How much can I afford to spend?
Believe it or not, this decision is not driven by budget alone. Once you have decided your intended use, you can weigh out the benefits of an open-end model as opposed to a more professiona-grade table. For instance, an average consumer wanting a massage table in their home will not have the same requirements a professional massage therapist will have. The needs are different.
Some will tell you to buy the most expensive table you can find because they equate cost with quality. Others will tell you to spend as little as possible because they are penny-wise and pound-foolish. The truth is, high cost does not always indicate quality and a less expensive table is not always a lesser quality table. The most important thing to remember is to buy professional-grade equipment for your practice.
You do not have to spend a great deal to spend wisely. The most economical purchase a massage therapist can make is an informed purchase. Investing in a product that can withstand repeated usage day after day, is far more economical than replacing a table every three years. Over the long haul, what features will withstand the ravages of time and usage? Comparing woods, vinyl, hinges, face rests, joints and support cables can help you decide what will best fit your needs.
What width table do I need?
This often is the biggest reason for buyer's remorse among therapists. The old adage "bigger is better" does not always apply to massage tables. Your own body style has a great deal to do with the width of the table that you will find most comfortable day after day.
If you choose a table too wide for your body type, you can begin using improper body mechanics and cause yourself discomfort and stress to your lower back. In most cases, if your height is approximately 5'4" to 6'5", I suggest the use of a table from 29" to 31". The most popular and widely recognized standard size table is 30" in width. This table accommodates most therapists, and a large percentage of clients will fit comfortably on this size table. If you are more petite, you may need to consider a table 28" - 29" wide. If you are taller in stature, you may want to consider tables 32" and up.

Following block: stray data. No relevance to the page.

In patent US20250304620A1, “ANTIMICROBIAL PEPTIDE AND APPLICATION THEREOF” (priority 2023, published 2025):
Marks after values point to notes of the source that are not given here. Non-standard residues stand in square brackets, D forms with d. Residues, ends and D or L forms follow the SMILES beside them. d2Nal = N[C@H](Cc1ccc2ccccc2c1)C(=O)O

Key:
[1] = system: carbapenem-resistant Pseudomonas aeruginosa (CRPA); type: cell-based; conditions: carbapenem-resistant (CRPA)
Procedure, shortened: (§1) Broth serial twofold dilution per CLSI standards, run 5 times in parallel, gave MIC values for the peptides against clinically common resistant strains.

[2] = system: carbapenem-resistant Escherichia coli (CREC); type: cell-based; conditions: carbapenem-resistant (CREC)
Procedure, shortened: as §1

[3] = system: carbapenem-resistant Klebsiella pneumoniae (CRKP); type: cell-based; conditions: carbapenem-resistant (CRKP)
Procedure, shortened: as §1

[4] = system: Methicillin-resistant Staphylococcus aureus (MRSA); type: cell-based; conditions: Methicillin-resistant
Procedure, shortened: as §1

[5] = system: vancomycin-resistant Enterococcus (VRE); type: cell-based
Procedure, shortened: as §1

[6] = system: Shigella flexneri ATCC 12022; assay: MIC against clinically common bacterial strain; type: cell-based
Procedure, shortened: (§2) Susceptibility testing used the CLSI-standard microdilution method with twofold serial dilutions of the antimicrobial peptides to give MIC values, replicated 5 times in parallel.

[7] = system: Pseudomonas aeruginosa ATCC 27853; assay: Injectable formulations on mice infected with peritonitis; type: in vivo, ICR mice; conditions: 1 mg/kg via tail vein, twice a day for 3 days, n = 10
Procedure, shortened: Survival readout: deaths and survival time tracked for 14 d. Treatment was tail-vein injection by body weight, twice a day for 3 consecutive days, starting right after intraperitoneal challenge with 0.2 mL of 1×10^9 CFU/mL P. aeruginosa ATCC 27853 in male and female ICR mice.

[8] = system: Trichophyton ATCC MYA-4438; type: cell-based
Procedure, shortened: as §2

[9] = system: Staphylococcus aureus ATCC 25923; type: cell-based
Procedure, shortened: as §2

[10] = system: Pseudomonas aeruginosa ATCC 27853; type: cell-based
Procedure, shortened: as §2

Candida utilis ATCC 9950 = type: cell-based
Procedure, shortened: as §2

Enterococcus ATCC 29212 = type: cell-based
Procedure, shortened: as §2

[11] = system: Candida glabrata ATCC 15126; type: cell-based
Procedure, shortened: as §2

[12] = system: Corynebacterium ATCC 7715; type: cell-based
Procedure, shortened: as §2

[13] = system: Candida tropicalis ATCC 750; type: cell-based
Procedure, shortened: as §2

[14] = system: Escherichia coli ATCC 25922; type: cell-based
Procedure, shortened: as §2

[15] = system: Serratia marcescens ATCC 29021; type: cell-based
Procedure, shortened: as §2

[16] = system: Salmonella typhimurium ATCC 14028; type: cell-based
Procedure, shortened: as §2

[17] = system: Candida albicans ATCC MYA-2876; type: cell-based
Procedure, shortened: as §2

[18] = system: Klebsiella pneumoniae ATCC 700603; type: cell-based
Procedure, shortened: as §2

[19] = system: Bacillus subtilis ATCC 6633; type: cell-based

What height range should I look for?
Table height is determined by practitioner stature and the modality they practice. The majority of portable tables on the market today can adjust to a varied height of 24" to 34" or higher. This can accommodate most needs and is widely accepted as the average. Some modalities require the table to adjust lower or even lie flat on the floor. For example, shiatsu and Feldenkrais both require lower adjustment. Look at your needs to determine if this is a feature you will require in your regular practice. Keep in mind proper body mechanics when you are considering a table. You do not want to lean over too far and cause stress on your back; conversely, you do not want to stand on your toes to reach the mid-back of a client. Protecting your own health is paramount because an injured therapist is an unemployed therapist.
Is table weight really important?